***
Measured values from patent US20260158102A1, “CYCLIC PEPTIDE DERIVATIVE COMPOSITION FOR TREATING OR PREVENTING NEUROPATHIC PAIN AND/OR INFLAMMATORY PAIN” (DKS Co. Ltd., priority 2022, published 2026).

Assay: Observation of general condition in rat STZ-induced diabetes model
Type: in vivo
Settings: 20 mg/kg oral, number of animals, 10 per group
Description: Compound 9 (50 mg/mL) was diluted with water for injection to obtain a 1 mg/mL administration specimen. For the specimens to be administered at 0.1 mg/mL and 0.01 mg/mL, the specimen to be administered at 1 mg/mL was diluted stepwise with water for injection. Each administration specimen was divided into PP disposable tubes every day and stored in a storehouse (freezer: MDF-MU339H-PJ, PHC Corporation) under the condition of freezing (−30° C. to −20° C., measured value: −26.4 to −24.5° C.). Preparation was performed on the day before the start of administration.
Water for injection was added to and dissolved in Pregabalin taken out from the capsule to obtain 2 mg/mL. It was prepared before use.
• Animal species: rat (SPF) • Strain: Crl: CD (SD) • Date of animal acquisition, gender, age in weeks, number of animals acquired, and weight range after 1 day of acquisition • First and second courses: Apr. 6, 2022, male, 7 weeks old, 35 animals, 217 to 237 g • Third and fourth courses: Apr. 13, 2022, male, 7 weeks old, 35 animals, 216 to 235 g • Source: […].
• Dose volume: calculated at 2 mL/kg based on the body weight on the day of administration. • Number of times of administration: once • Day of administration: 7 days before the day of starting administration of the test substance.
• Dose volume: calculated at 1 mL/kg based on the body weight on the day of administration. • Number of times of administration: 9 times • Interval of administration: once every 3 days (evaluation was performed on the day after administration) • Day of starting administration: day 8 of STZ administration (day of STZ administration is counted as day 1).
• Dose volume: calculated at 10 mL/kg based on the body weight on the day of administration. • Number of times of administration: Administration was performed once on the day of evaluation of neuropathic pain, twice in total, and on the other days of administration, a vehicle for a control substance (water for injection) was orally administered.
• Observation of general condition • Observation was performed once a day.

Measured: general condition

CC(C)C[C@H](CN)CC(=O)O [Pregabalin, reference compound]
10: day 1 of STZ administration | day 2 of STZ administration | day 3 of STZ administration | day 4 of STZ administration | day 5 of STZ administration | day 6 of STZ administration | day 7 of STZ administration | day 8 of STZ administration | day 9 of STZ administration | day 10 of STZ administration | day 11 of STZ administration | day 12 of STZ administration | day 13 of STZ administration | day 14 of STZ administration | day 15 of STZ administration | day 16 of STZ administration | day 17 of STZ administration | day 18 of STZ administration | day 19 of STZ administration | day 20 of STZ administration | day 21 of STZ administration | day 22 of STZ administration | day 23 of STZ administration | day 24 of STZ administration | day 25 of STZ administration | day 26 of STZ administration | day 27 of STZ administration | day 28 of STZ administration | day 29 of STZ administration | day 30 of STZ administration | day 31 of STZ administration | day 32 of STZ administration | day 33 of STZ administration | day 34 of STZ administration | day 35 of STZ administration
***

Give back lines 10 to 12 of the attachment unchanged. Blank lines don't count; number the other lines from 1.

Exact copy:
• Dose volume: calculated at 10 mL/kg based on the body weight on the day of administration. • Number of times of administration: Administration was performed once on the day of evaluation of neuropathic pain, twice in total, and on the other days of administration, a vehicle for a control substance (water for injection) was orally administered.
• Observation of general condition • Observation was performed once a day.

Measured: general condition